ORGAPET Section B1:

Evaluating the Process of Programme Design and Implementation

Johannes Michelsen
University of Southern Denmark

Version 6, April 2008

B1-1      Introduction

The aim of this section is to identify issues and evaluation methods concerning the design and management of policy programmes such as organic action plans. These cover not just the content of programmes, but also the process by which the programme has been developed, resourced and prioritised. ORGAPET Section A5 also considers some of these issues, based on the MEANS approach (EC, 1999) and the Evalsed update. Some issues, including risks of implementation failure and internal and external conflicts and synergies, are also addressed in ORGAPET Section B2. The evaluation of stakeholder involvement in the design, decision-making, implementation and evaluation processes is considered in more detail in ORGAPET Section B3.

Evaluation is about assessing impacts or merits of a policy decision/programme (Vedung, 1997). Evaluation thus presupposes identification and description of a policy decision/programme. To serve the purpose of evaluation, the description must include intended aims, objectives or merits, the means selected to fulfil them, and the processes and organisations involved in realisation of intentions. Evaluation feeds back into political and administrative decision-making and may thus be seen as a separate stage of a policy process. This process begins with setting the agenda of policy problems and is succeeded by policy formulation and political decision-making, arriving at implementation as the last stage before evaluation and after evaluation, a feedback process may take place during which issues arising from evaluation may be brought back into the political agenda to start a new policy process (see Figure B1-1).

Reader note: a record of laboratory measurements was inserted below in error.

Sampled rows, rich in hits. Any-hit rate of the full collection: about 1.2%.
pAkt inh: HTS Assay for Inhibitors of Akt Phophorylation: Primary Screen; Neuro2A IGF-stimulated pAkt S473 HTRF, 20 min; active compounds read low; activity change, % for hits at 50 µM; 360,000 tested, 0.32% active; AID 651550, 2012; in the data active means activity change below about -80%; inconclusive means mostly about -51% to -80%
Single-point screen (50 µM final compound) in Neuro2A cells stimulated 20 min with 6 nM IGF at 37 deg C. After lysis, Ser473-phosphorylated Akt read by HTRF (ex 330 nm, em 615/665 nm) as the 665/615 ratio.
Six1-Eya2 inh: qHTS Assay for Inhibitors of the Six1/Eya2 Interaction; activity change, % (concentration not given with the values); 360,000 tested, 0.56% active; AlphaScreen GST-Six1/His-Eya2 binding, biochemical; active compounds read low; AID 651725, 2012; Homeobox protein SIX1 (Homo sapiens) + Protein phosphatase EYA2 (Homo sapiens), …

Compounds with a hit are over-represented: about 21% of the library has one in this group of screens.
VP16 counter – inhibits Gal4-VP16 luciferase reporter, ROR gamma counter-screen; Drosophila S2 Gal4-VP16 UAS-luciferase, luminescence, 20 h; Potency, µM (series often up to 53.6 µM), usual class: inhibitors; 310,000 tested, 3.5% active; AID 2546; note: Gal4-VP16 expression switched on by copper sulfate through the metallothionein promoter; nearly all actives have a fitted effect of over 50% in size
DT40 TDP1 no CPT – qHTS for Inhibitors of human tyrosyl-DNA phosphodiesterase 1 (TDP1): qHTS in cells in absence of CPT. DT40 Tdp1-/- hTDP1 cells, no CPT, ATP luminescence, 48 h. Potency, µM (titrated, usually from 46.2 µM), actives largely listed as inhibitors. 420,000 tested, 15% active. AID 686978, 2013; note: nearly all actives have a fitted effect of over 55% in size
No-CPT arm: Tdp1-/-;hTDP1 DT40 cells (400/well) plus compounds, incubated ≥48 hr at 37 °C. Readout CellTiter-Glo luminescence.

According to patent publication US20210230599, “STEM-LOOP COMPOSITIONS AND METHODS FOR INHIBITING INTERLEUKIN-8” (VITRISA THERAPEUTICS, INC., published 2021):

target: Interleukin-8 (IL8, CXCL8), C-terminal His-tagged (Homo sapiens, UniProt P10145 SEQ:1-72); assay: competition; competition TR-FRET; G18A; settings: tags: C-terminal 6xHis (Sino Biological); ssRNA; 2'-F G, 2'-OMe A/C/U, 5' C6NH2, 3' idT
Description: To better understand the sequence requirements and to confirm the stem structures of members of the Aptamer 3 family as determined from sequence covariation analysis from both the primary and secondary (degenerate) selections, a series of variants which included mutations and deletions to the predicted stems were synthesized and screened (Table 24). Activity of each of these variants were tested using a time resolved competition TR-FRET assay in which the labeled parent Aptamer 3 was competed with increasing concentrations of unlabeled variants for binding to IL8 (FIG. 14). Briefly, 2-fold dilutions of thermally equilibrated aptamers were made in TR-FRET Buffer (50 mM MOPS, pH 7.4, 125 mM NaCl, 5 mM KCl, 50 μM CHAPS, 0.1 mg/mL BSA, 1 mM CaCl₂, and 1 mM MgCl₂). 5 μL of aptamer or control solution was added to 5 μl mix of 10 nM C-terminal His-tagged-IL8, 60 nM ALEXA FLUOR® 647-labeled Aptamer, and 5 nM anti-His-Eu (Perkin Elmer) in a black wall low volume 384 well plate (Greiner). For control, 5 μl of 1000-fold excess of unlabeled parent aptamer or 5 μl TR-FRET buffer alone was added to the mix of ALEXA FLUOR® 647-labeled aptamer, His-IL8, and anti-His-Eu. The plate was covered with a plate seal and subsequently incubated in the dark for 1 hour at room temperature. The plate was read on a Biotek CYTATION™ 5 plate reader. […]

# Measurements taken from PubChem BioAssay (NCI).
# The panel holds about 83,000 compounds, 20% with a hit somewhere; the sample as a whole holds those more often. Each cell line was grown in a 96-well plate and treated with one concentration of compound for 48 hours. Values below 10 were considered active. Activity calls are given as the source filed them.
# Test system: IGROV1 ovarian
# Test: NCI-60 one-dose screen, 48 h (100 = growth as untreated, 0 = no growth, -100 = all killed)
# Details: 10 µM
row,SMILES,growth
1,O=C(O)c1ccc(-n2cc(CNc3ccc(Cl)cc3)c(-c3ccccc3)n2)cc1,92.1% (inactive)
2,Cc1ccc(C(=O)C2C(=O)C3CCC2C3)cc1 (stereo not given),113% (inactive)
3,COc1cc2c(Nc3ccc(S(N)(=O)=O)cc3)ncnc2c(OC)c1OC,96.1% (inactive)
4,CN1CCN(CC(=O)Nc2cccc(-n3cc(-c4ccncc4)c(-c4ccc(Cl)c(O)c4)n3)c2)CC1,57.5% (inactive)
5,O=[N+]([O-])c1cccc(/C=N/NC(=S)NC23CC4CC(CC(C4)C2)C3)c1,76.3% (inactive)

This model of the policy process implies that the content of the policy decision and the management of its realisation is decided and shaped in separate stages prior to evaluation. One part of evaluation is thus to reconstruct the background for and the current conditions under which the policy decision or programme in question operates. The reconstruction must be able to serve as basis for systematic evaluative analysis.

Figure B1-1: The policy process

There are deliberately no arrows pointing from one stage to the next, because the stages are not necessarily consecutive or separate from each other.

Source: Premfors (1979) and others

In some instances, it may be very easy to reconstruct the background and current conditions for a policy decision, where policy issues, decisions and actors involved in the process are clearly defined and easy to identify. One example is that of a policy which is decided after overt public or parliamentary debate, where various actors openly participate in clearly announced and defined processes of decision-making and implementation. However, policy-making is far from always undertaken in this way. Even when analysing a seemingly well-defined issue like that of organic action plans which might be expected to build on relatively clear, formal policy decisions, clarity may, in reality, be lost in narrow processes inside public administration. Here, it may appear very difficult to disentangle separate stages of agenda-setting, policy formulation, decision-making and implementation. It might even appear close to impossible to clearly identify relevant policy decisions, and implementation may even have taken place without any visible basis in policy decisions.